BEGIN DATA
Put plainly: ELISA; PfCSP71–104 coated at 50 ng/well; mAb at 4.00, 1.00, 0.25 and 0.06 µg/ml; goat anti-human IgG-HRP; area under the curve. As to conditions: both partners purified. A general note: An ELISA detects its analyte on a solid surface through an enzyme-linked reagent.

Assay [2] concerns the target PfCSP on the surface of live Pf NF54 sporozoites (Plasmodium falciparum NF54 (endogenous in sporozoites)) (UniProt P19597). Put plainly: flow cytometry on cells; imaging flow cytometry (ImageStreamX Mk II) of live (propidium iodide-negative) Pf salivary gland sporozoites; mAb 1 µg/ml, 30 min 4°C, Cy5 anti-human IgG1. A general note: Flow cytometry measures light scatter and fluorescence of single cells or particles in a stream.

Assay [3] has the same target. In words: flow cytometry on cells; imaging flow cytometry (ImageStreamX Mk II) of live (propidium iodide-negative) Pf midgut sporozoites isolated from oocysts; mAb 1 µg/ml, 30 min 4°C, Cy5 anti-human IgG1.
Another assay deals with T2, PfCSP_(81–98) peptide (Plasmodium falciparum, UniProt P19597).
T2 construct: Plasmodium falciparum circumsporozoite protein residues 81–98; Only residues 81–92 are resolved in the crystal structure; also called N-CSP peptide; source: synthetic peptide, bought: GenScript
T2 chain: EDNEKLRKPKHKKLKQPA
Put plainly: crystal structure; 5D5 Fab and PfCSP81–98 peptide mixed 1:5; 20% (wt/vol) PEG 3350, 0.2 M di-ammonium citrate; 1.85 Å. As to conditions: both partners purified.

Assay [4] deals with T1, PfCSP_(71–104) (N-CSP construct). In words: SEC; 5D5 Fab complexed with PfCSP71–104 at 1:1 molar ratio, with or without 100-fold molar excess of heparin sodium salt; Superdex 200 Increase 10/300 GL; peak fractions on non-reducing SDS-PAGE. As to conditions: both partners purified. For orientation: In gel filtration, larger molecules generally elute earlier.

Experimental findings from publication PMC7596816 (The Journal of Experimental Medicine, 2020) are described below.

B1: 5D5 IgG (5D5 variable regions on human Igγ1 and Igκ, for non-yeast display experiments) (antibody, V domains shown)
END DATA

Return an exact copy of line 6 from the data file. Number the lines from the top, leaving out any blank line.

T2 chain: EDNEKLRKPKHKKLKQPA